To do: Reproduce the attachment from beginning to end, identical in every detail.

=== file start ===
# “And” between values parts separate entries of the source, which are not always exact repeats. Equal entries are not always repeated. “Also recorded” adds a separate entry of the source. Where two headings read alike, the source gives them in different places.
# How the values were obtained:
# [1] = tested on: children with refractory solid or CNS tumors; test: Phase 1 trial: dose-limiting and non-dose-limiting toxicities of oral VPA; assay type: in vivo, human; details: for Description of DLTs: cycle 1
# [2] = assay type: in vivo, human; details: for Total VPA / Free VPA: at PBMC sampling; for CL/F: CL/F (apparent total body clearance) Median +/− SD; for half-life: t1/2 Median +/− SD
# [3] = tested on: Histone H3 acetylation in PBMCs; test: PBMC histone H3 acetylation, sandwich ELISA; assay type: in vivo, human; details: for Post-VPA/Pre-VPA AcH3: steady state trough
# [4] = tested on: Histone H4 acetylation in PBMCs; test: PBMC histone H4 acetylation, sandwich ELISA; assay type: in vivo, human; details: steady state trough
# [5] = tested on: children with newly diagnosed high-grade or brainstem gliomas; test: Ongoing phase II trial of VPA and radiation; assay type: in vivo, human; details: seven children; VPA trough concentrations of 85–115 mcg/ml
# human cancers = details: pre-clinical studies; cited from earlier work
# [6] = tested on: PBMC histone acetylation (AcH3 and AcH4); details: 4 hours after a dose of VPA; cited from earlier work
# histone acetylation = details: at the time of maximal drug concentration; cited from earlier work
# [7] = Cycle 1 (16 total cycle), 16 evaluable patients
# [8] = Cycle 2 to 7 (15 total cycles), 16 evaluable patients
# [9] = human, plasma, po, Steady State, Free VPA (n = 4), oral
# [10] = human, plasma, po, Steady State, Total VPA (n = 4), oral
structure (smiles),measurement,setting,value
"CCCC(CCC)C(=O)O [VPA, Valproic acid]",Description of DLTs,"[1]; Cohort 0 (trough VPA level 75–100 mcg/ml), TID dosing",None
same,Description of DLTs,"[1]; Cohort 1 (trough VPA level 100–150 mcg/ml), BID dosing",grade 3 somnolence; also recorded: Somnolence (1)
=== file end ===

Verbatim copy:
# “And” between values parts separate entries of the source, which are not always exact repeats. Equal entries are not always repeated. “Also recorded” adds a separate entry of the source. Where two headings read alike, the source gives them in different places.
# How the values were obtained:
# [1] = tested on: children with refractory solid or CNS tumors; test: Phase 1 trial: dose-limiting and non-dose-limiting toxicities of oral VPA; assay type: in vivo, human; details: for Description of DLTs: cycle 1
# [2] = assay type: in vivo, human; details: for Total VPA / Free VPA: at PBMC sampling; for CL/F: CL/F (apparent total body clearance) Median +/− SD; for half-life: t1/2 Median +/− SD
# [3] = tested on: Histone H3 acetylation in PBMCs; test: PBMC histone H3 acetylation, sandwich ELISA; assay type: in vivo, human; details: for Post-VPA/Pre-VPA AcH3: steady state trough
# [4] = tested on: Histone H4 acetylation in PBMCs; test: PBMC histone H4 acetylation, sandwich ELISA; assay type: in vivo, human; details: steady state trough
# [5] = tested on: children with newly diagnosed high-grade or brainstem gliomas; test: Ongoing phase II trial of VPA and radiation; assay type: in vivo, human; details: seven children; VPA trough concentrations of 85–115 mcg/ml
# human cancers = details: pre-clinical studies; cited from earlier work
# [6] = tested on: PBMC histone acetylation (AcH3 and AcH4); details: 4 hours after a dose of VPA; cited from earlier work
# histone acetylation = details: at the time of maximal drug concentration; cited from earlier work
# [7] = Cycle 1 (16 total cycle), 16 evaluable patients
# [8] = Cycle 2 to 7 (15 total cycles), 16 evaluable patients
# [9] = human, plasma, po, Steady State, Free VPA (n = 4), oral
# [10] = human, plasma, po, Steady State, Total VPA (n = 4), oral
structure (smiles),measurement,setting,value
"CCCC(CCC)C(=O)O [VPA, Valproic acid]",Description of DLTs,"[1]; Cohort 0 (trough VPA level 75–100 mcg/ml), TID dosing",None
same,Description of DLTs,"[1]; Cohort 1 (trough VPA level 100–150 mcg/ml), BID dosing",grade 3 somnolence; also recorded: Somnolence (1)